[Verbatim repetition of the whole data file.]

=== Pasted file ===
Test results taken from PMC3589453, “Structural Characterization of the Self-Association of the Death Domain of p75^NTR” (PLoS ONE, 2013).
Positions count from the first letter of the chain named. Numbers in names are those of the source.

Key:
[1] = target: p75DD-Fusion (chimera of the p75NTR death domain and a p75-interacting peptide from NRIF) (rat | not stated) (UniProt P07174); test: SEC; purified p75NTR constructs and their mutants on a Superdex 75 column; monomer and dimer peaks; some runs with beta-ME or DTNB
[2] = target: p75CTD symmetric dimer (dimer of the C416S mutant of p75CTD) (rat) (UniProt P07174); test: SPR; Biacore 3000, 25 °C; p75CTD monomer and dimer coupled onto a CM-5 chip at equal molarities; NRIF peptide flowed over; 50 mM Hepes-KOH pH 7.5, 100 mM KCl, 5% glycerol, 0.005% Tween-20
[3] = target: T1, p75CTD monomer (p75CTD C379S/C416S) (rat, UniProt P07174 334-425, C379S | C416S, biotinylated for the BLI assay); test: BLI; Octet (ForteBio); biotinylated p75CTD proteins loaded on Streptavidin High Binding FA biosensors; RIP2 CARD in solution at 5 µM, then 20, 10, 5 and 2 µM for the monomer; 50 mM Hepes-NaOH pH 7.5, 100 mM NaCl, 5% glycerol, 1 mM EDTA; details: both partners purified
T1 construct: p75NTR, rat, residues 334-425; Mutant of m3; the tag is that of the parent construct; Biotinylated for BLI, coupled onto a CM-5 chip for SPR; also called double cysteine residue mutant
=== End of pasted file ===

Test results taken from PMC3589453, “Structural Characterization of the Self-Association of the Death Domain of p75^NTR” (PLoS ONE, 2013).
Positions count from the first letter of the chain named. Numbers in names are those of the source.

Key:
[1] = target: p75DD-Fusion (chimera of the p75NTR death domain and a p75-interacting peptide from NRIF) (rat | not stated) (UniProt P07174); test: SEC; purified p75NTR constructs and their mutants on a Superdex 75 column; monomer and dimer peaks; some runs with beta-ME or DTNB
[2] = target: p75CTD symmetric dimer (dimer of the C416S mutant of p75CTD) (rat) (UniProt P07174); test: SPR; Biacore 3000, 25 °C; p75CTD monomer and dimer coupled onto a CM-5 chip at equal molarities; NRIF peptide flowed over; 50 mM Hepes-KOH pH 7.5, 100 mM KCl, 5% glycerol, 0.005% Tween-20
[3] = target: T1, p75CTD monomer (p75CTD C379S/C416S) (rat, UniProt P07174 334-425, C379S | C416S, biotinylated for the BLI assay); test: BLI; Octet (ForteBio); biotinylated p75CTD proteins loaded on Streptavidin High Binding FA biosensors; RIP2 CARD in solution at 5 µM, then 20, 10, 5 and 2 µM for the monomer; 50 mM Hepes-NaOH pH 7.5, 100 mM NaCl, 5% glycerol, 1 mM EDTA; details: both partners purified
T1 construct: p75NTR, rat, residues 334-425; Mutant of m3; the tag is that of the parent construct; Biotinylated for BLI, coupled onto a CM-5 chip for SPR; also called double cysteine residue mutant